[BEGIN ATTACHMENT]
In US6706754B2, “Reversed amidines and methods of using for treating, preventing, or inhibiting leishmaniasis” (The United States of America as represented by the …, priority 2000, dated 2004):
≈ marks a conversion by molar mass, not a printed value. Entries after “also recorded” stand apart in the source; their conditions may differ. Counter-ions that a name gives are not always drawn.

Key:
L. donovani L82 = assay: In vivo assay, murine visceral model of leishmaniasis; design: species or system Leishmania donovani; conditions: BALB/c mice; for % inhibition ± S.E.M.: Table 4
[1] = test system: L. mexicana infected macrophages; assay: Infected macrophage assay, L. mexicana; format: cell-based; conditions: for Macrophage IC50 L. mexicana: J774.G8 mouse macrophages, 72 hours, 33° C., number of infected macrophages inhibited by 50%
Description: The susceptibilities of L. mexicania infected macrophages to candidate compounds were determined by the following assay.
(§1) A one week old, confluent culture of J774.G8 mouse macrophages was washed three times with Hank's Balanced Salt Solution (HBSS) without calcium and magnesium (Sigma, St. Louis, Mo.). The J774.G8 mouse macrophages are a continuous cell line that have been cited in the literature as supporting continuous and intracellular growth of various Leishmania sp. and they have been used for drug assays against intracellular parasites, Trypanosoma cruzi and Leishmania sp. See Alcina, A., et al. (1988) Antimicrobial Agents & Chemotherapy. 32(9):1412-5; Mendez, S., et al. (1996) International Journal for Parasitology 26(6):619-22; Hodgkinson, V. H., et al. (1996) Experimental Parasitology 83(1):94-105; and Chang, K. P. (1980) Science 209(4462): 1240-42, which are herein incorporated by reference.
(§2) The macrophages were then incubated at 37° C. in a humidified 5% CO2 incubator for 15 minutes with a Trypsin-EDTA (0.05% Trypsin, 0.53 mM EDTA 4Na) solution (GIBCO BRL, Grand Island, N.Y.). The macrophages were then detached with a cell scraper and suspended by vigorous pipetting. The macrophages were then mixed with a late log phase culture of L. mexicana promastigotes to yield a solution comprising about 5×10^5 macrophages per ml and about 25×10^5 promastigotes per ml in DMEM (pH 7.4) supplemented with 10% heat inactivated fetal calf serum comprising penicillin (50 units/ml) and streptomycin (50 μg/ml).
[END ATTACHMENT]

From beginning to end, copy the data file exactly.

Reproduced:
In US6706754B2, “Reversed amidines and methods of using for treating, preventing, or inhibiting leishmaniasis” (The United States of America as represented by the …, priority 2000, dated 2004):
≈ marks a conversion by molar mass, not a printed value. Entries after “also recorded” stand apart in the source; their conditions may differ. Counter-ions that a name gives are not always drawn.

Key:
L. donovani L82 = assay: In vivo assay, murine visceral model of leishmaniasis; design: species or system Leishmania donovani; conditions: BALB/c mice; for % inhibition ± S.E.M.: Table 4
[1] = test system: L. mexicana infected macrophages; assay: Infected macrophage assay, L. mexicana; format: cell-based; conditions: for Macrophage IC50 L. mexicana: J774.G8 mouse macrophages, 72 hours, 33° C., number of infected macrophages inhibited by 50%
Description: The susceptibilities of L. mexicania infected macrophages to candidate compounds were determined by the following assay.
(§1) A one week old, confluent culture of J774.G8 mouse macrophages was washed three times with Hank's Balanced Salt Solution (HBSS) without calcium and magnesium (Sigma, St. Louis, Mo.). The J774.G8 mouse macrophages are a continuous cell line that have been cited in the literature as supporting continuous and intracellular growth of various Leishmania sp. and they have been used for drug assays against intracellular parasites, Trypanosoma cruzi and Leishmania sp. See Alcina, A., et al. (1988) Antimicrobial Agents & Chemotherapy. 32(9):1412-5; Mendez, S., et al. (1996) International Journal for Parasitology 26(6):619-22; Hodgkinson, V. H., et al. (1996) Experimental Parasitology 83(1):94-105; and Chang, K. P. (1980) Science 209(4462): 1240-42, which are herein incorporated by reference.
(§2) The macrophages were then incubated at 37° C. in a humidified 5% CO2 incubator for 15 minutes with a Trypsin-EDTA (0.05% Trypsin, 0.53 mM EDTA 4Na) solution (GIBCO BRL, Grand Island, N.Y.). The macrophages were then detached with a cell scraper and suspended by vigorous pipetting. The macrophages were then mixed with a late log phase culture of L. mexicana promastigotes to yield a solution comprising about 5×10^5 macrophages per ml and about 25×10^5 promastigotes per ml in DMEM (pH 7.4) supplemented with 10% heat inactivated fetal calf serum comprising penicillin (50 units/ml) and streptomycin (50 μg/ml).